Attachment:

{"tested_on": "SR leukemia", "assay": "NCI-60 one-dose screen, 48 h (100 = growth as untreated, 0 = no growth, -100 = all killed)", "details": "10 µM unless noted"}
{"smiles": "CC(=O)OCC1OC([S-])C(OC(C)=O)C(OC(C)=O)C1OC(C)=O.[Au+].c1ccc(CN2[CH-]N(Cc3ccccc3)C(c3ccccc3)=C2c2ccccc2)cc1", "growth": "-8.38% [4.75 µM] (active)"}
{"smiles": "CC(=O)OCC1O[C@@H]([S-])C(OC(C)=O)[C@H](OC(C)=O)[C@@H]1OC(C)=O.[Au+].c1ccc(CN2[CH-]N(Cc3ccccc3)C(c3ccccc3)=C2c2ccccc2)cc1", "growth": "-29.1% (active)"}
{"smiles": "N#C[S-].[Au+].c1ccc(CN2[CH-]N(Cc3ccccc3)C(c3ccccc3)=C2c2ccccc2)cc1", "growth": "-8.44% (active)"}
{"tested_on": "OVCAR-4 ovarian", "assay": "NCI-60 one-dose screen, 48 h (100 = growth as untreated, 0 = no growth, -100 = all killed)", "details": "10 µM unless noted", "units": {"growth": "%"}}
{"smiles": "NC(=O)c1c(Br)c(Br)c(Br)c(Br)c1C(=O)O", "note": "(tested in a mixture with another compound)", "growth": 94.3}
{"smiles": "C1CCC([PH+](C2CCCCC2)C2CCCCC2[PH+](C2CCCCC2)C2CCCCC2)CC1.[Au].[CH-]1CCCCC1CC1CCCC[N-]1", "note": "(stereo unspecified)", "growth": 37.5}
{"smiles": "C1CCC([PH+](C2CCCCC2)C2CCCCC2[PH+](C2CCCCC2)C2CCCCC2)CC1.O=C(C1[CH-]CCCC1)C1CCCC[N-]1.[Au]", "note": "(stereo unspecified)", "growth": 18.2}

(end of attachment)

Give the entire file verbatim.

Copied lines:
{"tested_on": "SR leukemia", "assay": "NCI-60 one-dose screen, 48 h (100 = growth as untreated, 0 = no growth, -100 = all killed)", "details": "10 µM unless noted"}
{"smiles": "CC(=O)OCC1OC([S-])C(OC(C)=O)C(OC(C)=O)C1OC(C)=O.[Au+].c1ccc(CN2[CH-]N(Cc3ccccc3)C(c3ccccc3)=C2c2ccccc2)cc1", "growth": "-8.38% [4.75 µM] (active)"}
{"smiles": "CC(=O)OCC1O[C@@H]([S-])C(OC(C)=O)[C@H](OC(C)=O)[C@@H]1OC(C)=O.[Au+].c1ccc(CN2[CH-]N(Cc3ccccc3)C(c3ccccc3)=C2c2ccccc2)cc1", "growth": "-29.1% (active)"}
{"smiles": "N#C[S-].[Au+].c1ccc(CN2[CH-]N(Cc3ccccc3)C(c3ccccc3)=C2c2ccccc2)cc1", "growth": "-8.44% (active)"}
{"tested_on": "OVCAR-4 ovarian", "assay": "NCI-60 one-dose screen, 48 h (100 = growth as untreated, 0 = no growth, -100 = all killed)", "details": "10 µM unless noted", "units": {"growth": "%"}}
{"smiles": "NC(=O)c1c(Br)c(Br)c(Br)c(Br)c1C(=O)O", "note": "(tested in a mixture with another compound)", "growth": 94.3}
{"smiles": "C1CCC([PH+](C2CCCCC2)C2CCCCC2[PH+](C2CCCCC2)C2CCCCC2)CC1.[Au].[CH-]1CCCCC1CC1CCCC[N-]1", "note": "(stereo unspecified)", "growth": 37.5}
{"smiles": "C1CCC([PH+](C2CCCCC2)C2CCCCC2[PH+](C2CCCCC2)C2CCCCC2)CC1.O=C(C1[CH-]CCCC1)C1CCCC[N-]1.[Au]", "note": "(stereo unspecified)", "growth": 18.2}